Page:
Electro-acupuncture to prevent prolonged postoperative ileus: A randomized clinical trial

Department of Integrative Oncology, Fudan University Cancer Hospital, Shanghai 200032, China.
World Journal of Gastroenterology (Impact Factor: 2.37). 01/2010; 16(1):104-11. DOI: 10.3748/wjg.v16.i1.104
Source: PubMed

ABSTRACT To examine whether acupuncture can prevent prolonged postoperative ileus (PPOI) after intraperitoneal surgery for colon cancer.
Ninety patients were recruited from the Fudan University Cancer Hospital, Shanghai, China. After surgery, patients were randomized to receive acupuncture (once daily, starting on postoperative day 1, for up to six consecutive days) or usual care. PPOI was defined as an inability to pass flatus or have a bowel movement by 96 h after surgery. The main outcomes were time to first flatus, time to first bowel movement, and electrogastroenterography. Secondary outcomes were quality of life (QOL) measures, including pain, nausea, insomnia, abdominal distension/fullness, and sense of well-being.
No significant differences in PPOI on day 4 (P = 0.71) or QOL measures were found between the groups. There were also no group differences when the data were analyzed by examining those whose PPOI had resolved by day 5 (P = 0.69) or day 6 (P = 0.88). No adverse events related to acupuncture were reported.
Acupuncture did not prevent PPOI and was not useful for treating PPOI once it had developed in this population.

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Available from: Lorenzo Cohen, Apr 12, 2014
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    • "The morning after surgery groups in terms of the first time to solid food intake and defecation. Two previous studies indicated that first defecation took 4.4 days for open colectomy and that acupuncture did not benefit earlier solid food intake and defecation for postoperative patients (Meng et al., 2010; Salimath et al., 2007). In Taiwan, patient solid food intake depends on the individual patient's subjective comfort level with a clear liquid diet after first flatus passage. "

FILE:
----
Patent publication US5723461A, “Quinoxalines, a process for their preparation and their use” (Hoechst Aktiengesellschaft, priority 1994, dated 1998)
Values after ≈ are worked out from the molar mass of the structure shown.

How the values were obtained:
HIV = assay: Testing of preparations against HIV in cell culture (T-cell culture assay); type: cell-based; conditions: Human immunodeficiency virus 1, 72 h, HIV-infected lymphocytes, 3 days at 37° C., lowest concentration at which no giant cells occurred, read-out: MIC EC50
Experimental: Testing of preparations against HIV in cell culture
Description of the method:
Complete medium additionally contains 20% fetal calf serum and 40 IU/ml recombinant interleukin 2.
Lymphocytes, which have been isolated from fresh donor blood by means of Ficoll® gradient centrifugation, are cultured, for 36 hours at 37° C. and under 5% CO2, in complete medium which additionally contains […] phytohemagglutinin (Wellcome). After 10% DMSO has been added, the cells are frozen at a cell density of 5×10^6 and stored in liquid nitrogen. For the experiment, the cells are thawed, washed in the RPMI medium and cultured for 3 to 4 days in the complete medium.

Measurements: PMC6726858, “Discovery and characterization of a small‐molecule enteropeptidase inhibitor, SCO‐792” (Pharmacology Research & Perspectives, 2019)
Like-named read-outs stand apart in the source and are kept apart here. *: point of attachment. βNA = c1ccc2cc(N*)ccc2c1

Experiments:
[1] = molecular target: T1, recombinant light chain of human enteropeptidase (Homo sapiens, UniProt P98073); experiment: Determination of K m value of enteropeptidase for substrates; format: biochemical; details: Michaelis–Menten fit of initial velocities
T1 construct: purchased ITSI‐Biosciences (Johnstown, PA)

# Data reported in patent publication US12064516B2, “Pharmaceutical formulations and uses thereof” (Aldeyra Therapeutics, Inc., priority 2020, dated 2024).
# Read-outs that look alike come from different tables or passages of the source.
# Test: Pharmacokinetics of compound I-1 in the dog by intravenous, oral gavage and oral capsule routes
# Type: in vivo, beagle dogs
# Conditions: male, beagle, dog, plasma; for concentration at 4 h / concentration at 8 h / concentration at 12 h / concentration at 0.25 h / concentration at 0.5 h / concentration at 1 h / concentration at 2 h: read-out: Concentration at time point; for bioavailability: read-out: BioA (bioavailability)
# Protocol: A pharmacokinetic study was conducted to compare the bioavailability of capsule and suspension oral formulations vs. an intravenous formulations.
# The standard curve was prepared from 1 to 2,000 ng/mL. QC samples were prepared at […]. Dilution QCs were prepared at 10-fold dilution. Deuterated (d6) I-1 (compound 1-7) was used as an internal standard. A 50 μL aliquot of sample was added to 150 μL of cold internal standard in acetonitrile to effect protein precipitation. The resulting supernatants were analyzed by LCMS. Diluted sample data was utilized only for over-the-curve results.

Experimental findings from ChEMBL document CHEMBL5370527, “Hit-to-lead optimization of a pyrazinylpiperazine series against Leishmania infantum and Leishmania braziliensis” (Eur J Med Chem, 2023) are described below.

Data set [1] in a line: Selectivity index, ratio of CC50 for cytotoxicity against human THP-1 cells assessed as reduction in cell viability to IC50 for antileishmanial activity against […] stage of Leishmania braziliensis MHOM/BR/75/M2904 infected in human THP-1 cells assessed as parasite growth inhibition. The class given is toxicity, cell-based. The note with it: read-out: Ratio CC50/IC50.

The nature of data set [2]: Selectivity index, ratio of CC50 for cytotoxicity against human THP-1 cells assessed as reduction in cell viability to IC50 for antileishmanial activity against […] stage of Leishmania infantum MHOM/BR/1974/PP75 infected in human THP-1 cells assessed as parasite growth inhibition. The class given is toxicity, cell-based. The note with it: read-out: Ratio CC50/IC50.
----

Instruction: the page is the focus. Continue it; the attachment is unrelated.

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    ABSTRACT: Purpose/Objectives: To evaluate the effectiveness of ST-36 (Zusanli) acupressure on recovery of postoperative gastrointestinal function in patients with colorectal cancer. Design: A longitudinal, randomized, controlled trial design. Setting: An urban medical center in Taiwan. Sample: 60 patients with colorectal cancer who had undergone abdominal surgery. Methods: Patients were randomly assigned to two groups, the ST-36 acupressure group (n = 30) and a sham acupressure group (n = 30). Patients in the ST-36 group received an acupressure procedure in a three-minute cycle performed three times per day during the five days after surgery. Patients in the control group received routine postoperative care and sham acupressure. Generalized estimating equations (GEEs) were used to gauge longitudinal effects of the two groups of patients. Main Research Variables: Frequency of bowel sounds, the time to first flatus passage, first liquid intake, solid intake, and defecation. Findings: Patients who received acupressure had significantly earlier flatus passage and time to liquid intake as compared to patients in the control group. Other main variables, including the first time to solid intake and defecation, did not show significant difference between the two groups. The GEE method revealed that all patients had increasing bowel sounds over time, and the experimental group had greater improvement of bowel motility than the control group within the period of 2-3 days postoperatively. Conclusions: ST-36 acupressure was able to shorten the time to first flatus passage, oral liquid intake, and improve gastrointestinal function in patients after abdominal surgery. Implications for Nursing: ST-36 acupressure can be integrated into postoperative adjunct nursing care to assist patients' postoperative gastrointestinal function. Knowledge Translation: Few studies have explored the effectiveness of acupressure techniques on promoting bowel sounds. Evidence from this study suggests stimulation of the ST-36 acupressure point can increase bowel sound frequency for patients with colorectal cancer in the first three days after surgery. Application of this technique may improve a patient's comfort after surgery.